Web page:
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June 25, 2001

Environmental Institute wraps up 10th year

By Deb Hammacher


For the 10th year, Oxford College hosted nearly 20 Georgia K–12 teachers at its Oxford Institute for Environmental Education, June 11–22. The program, which recently was recognized with the Conservation Educator of the Year Award by the Georgia Wildlife Federation, trains Georgia teachers, who often have limited exposure to ecology courses, in hands-on laboratory and field techniques.

“Many schools in Georgia have outdoor classrooms, but so few are being fully used by teachers and students,” said Steve Baker, associate professor of biology at Oxford and director of the institute. “We get teachers with every level of experience in science and ecology, and every one of them leaves with renewed confidence and enthusiasm for teaching environmental education.”

Hundreds of Georgia educators have gained or enhanced their skills in using inquiry-based teaching of natural science during the decade the institute has been in existence. “The emphasis has always been on investigative learning,” Baker said. “That has become hot in education circles lately, but we’ve been focusing on providing those teaching skills since the beginning.”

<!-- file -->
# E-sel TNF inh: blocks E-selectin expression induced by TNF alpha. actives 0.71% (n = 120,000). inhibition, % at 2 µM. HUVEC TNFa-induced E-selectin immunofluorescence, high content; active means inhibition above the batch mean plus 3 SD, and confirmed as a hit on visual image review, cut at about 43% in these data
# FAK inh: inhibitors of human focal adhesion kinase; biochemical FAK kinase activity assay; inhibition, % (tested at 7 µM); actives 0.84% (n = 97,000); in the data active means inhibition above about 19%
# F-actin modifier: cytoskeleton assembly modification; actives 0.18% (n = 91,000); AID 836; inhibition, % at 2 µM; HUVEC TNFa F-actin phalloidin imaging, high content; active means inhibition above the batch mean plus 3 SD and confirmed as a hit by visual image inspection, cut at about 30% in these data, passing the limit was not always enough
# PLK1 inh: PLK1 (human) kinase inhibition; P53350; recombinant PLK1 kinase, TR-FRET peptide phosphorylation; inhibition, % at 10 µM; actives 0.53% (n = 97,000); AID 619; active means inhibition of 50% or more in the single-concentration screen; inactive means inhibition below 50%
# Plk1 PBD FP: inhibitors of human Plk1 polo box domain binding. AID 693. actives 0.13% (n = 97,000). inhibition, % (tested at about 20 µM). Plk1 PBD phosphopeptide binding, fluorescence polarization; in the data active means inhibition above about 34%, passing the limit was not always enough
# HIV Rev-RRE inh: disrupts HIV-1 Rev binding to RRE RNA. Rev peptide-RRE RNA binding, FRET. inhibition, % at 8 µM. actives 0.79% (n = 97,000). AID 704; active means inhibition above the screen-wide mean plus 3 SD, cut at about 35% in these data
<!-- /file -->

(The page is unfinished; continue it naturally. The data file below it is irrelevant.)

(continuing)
The Oxford Institute for Environmental Education is housed at the Oxhouse Science Center adjacent to the college, a 47-acre ecology laboratory, which includes a small lake and 40 acres of forest, grassland and easy access to both pristine and polluted streams in the area.

Over the course of the two weeks the institute is in session, the educators asked questions and designed plans for scientific investigations in their own school environments. Through this
process teachers gain the tools to design lessons that are particularly pertinent to their students.

“Instead of just telling kids why the world’s rainforests are endangered, the teachers can help their students discover how streams in their own community might be endangered,” said Eloise Carter, professor of biology at Oxford and instructor in the institute. “While learning about the rainforest is certainly worthwhile, knowing about their own school environment and community is much more relevant to kids.”

In addition to the two-week summer institute, the teachers will meet for a half-day session in the fall to relate experiences implementing their plans and discuss future, long-range plans for additional investigations. The institute staff also makes a concerted effort to visit each teacher’s class during the school year to evaluate first hand the institute’s success.

Participants in the 2001 institute included three teachers from Atlanta, three from the Covington/Conyers area, and others from suburbs such as Buford, Decatur, Lithonia, Monroe and Stone Mountain.


Back to Emory Report June 25, 2001